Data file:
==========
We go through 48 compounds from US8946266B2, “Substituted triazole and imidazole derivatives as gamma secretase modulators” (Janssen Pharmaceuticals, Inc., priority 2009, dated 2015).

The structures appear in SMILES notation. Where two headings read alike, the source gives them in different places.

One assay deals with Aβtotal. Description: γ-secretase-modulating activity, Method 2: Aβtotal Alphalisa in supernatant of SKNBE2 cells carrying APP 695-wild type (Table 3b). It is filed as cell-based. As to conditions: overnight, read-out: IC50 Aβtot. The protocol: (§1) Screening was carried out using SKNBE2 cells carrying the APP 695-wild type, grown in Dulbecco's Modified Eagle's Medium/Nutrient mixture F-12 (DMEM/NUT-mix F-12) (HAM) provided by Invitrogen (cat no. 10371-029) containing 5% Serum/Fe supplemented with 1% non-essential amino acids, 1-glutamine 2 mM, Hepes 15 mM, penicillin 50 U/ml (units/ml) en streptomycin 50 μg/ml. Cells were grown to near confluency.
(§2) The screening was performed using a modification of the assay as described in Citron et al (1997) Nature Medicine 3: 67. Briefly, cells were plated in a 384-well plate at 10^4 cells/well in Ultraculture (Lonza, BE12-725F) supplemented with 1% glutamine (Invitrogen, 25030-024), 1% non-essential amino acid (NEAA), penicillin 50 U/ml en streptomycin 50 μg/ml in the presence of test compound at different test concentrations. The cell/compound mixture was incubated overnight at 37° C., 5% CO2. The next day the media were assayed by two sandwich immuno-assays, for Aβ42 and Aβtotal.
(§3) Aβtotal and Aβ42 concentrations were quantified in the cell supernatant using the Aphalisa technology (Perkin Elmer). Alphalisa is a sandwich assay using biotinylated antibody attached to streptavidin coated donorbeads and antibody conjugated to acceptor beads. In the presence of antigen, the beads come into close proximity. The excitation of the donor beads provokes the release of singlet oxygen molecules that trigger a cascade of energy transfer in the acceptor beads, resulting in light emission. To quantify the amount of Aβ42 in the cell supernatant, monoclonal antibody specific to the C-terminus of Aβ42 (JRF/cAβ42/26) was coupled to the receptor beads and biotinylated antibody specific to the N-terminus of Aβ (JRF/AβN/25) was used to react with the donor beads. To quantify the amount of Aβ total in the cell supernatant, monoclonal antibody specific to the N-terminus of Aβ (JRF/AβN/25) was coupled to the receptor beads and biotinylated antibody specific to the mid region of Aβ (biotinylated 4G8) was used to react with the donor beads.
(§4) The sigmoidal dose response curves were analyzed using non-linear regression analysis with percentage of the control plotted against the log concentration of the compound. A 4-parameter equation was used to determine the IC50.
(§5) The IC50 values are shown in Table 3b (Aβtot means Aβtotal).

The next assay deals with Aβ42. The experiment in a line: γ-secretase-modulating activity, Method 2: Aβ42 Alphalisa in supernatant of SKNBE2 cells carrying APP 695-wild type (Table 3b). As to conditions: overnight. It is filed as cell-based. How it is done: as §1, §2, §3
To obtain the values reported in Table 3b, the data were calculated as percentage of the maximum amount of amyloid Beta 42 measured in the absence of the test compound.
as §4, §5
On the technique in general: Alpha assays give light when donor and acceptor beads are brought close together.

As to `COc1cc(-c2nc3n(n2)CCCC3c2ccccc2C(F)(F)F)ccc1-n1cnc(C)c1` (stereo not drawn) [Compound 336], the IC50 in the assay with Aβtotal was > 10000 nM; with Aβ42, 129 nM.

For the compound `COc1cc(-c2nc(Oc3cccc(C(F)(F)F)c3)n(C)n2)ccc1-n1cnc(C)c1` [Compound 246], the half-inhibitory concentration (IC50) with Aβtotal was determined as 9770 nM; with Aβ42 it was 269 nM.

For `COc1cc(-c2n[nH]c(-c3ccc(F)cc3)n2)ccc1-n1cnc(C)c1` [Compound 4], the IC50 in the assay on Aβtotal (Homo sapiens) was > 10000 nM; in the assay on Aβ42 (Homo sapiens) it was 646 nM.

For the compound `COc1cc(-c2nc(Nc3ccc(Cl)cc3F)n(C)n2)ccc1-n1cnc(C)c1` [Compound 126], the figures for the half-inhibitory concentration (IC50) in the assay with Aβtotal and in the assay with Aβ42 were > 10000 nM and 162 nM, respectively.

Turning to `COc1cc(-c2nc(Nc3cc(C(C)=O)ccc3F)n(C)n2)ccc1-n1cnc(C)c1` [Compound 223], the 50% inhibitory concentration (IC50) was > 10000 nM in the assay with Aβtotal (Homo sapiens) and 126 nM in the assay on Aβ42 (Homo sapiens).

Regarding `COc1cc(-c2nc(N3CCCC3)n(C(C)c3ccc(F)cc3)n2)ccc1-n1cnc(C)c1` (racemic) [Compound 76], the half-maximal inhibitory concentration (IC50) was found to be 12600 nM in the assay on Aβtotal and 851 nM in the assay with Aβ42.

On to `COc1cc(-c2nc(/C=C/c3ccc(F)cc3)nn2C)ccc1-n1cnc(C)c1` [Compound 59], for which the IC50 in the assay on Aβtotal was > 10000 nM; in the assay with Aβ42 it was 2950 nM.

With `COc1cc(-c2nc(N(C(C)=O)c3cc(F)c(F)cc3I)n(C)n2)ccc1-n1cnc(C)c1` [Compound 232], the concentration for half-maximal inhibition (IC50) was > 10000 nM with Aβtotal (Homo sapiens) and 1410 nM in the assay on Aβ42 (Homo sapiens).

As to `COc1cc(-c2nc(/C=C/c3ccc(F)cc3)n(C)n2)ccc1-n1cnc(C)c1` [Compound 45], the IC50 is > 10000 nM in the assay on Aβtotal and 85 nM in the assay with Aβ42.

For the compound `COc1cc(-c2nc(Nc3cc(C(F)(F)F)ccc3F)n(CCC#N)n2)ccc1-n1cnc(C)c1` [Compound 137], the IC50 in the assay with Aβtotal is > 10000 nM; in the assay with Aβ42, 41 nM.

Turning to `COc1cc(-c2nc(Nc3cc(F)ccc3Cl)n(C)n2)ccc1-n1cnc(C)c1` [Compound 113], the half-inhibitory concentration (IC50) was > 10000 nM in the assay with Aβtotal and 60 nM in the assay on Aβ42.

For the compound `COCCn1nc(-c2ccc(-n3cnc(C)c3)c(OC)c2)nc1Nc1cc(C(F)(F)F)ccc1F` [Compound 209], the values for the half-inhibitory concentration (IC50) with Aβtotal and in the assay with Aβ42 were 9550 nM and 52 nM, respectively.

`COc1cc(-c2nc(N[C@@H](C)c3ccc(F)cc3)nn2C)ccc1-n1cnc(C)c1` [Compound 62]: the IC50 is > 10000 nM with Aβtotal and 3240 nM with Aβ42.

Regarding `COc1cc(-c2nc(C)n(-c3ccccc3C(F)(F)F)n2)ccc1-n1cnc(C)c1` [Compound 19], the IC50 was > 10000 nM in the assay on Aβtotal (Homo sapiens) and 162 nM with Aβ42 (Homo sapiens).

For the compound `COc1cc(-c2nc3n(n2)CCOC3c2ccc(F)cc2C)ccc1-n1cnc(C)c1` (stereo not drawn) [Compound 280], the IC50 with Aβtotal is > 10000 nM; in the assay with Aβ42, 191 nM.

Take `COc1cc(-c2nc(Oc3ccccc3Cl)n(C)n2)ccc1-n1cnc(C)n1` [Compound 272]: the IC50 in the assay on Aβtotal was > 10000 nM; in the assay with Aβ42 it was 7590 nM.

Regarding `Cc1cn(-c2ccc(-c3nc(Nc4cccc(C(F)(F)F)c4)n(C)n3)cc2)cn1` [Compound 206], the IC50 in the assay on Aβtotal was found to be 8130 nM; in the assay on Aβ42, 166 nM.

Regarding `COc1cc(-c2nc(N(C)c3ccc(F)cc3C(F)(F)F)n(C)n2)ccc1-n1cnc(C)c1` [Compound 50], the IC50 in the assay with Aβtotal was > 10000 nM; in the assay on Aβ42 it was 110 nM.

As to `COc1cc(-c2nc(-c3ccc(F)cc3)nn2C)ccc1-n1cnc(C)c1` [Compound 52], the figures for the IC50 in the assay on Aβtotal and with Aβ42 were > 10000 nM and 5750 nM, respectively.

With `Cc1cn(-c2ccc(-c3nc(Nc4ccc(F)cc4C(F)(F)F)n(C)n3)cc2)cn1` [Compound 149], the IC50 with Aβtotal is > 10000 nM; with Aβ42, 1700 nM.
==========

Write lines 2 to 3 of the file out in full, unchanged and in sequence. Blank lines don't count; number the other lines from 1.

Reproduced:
The structures appear in SMILES notation. Where two headings read alike, the source gives them in different places.

One assay deals with Aβtotal. Description: γ-secretase-modulating activity, Method 2: Aβtotal Alphalisa in supernatant of SKNBE2 cells carrying APP 695-wild type (Table 3b). It is filed as cell-based. As to conditions: overnight, read-out: IC50 Aβtot. The protocol: (§1) Screening was carried out using SKNBE2 cells carrying the APP 695-wild type, grown in Dulbecco's Modified Eagle's Medium/Nutrient mixture F-12 (DMEM/NUT-mix F-12) (HAM) provided by Invitrogen (cat no. 10371-029) containing 5% Serum/Fe supplemented with 1% non-essential amino acids, 1-glutamine 2 mM, Hepes 15 mM, penicillin 50 U/ml (units/ml) en streptomycin 50 μg/ml. Cells were grown to near confluency.